[Purpose] The validity of the risk classification according to Ang for human papillomavirus (HPV)-related oropharyngeal squamous cell carcinoma (OPSCC) remains to be studied in patients treated by methods other than chemoradiotherapy and in Japanese patients. In this study, the validity of Ang's risk classification was studied in Japanese patients treated using various methods, including surgery.
[Material and Method] Between 2010 and 2018, 122 patients with HPV-related OPSCC stages III and IV according to the TNM classification 7th edition (TNM-7) were treated curatively at a single institution in Japan. The median age was 62.7 years. Sixty-seven patients (54.9%) were classified as stage I according to the TNM 8th edition (TNM-8). Over 50% of the patients underwent surgery with or without adjuvant therapy. The influence of multiple factors on survival was determined.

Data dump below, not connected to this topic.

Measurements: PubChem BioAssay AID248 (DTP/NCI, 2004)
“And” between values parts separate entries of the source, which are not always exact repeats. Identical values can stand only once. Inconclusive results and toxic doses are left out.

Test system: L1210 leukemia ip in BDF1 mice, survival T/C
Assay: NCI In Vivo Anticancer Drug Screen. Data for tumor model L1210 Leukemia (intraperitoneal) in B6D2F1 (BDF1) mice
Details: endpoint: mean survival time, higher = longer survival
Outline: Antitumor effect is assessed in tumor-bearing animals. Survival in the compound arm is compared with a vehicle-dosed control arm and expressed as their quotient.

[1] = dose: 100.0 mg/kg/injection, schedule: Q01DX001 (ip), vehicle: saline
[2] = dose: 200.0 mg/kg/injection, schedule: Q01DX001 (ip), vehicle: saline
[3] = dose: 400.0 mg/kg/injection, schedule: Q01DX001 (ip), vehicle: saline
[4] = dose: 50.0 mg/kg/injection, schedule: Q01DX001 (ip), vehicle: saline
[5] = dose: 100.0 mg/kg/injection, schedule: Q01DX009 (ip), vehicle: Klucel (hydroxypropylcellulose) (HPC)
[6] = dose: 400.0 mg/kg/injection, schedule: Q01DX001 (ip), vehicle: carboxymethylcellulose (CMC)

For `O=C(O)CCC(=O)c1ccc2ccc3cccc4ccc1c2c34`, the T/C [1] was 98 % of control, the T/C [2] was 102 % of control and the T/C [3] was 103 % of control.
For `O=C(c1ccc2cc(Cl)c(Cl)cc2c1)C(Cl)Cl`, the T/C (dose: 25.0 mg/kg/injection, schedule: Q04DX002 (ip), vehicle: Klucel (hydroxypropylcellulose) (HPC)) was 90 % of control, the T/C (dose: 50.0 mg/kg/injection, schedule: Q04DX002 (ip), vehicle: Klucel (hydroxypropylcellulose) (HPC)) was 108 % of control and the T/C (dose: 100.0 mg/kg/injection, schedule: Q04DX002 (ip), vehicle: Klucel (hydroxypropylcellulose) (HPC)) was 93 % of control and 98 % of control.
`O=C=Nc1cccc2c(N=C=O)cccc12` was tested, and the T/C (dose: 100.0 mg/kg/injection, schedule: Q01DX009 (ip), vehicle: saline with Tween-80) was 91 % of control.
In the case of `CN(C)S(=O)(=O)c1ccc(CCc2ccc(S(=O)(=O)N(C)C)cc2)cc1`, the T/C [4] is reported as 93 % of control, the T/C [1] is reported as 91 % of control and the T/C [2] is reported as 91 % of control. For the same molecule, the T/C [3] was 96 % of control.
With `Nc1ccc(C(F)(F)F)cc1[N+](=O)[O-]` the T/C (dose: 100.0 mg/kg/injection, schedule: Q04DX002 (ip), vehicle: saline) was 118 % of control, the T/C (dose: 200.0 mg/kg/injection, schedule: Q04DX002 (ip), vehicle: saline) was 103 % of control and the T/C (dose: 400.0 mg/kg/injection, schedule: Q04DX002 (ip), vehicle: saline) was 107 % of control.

[Results] Age, amount of smoking, secondary cancer, and N-stage according to the TNM-7 significantly influenced survival. Ang's risk classification was also predictive of prognosis, but if 30 pack-years (PYs) instead of 10 PYs is employed to dichotomize the amount of smoking, the new risk classification can significantly better predict prognosis. According to the new risk classification, favorable and unfavorable risk patients showed 5-year progression-free survival, disease-specific survival, and overall survival rates of 72.7% and 35.9%, 94.6% and 76.2%, and 92.6% and 62.7%, respectively.
[Conclusions] Even in patients treated by methods other than chemoradiotherapy and in Japanese patients, the combination of the amount of smoking and neck node status is useful in prognosis prediction.